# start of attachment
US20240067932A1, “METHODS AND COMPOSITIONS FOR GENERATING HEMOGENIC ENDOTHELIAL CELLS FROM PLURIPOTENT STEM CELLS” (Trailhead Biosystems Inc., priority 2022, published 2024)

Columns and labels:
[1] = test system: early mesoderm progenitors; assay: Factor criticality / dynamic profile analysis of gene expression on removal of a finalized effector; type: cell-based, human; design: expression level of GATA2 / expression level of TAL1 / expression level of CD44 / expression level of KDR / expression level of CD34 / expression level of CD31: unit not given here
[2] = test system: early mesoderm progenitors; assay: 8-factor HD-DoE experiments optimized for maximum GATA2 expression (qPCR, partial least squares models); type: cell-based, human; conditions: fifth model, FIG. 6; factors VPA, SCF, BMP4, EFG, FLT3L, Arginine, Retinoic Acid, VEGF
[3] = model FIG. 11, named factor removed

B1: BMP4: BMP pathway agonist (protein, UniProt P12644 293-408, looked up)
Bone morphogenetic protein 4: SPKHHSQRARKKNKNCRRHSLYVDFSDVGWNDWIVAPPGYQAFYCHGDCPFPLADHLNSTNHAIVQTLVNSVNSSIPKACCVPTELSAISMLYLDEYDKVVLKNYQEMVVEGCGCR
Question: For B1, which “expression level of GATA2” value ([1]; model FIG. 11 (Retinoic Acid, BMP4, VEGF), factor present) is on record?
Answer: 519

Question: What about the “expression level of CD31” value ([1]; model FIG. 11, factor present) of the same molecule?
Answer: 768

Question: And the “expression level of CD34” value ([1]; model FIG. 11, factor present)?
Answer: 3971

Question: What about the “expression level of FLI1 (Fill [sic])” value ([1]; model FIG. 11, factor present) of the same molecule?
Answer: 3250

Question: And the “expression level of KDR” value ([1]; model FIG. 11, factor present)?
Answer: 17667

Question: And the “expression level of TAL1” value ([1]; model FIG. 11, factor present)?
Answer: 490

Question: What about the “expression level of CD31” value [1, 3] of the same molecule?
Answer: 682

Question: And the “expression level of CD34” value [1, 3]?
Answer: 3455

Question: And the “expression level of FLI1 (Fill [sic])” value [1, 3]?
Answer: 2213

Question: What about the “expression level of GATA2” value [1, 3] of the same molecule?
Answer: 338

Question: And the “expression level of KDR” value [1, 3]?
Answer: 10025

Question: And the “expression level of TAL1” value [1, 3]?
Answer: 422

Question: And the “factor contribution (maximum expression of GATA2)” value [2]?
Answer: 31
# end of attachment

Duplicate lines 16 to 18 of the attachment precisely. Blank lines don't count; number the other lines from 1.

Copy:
Question: And the “expression level of KDR” value ([1]; model FIG. 11, factor present)?
Answer: 17667

Question: And the “expression level of TAL1” value ([1]; model FIG. 11, factor present)?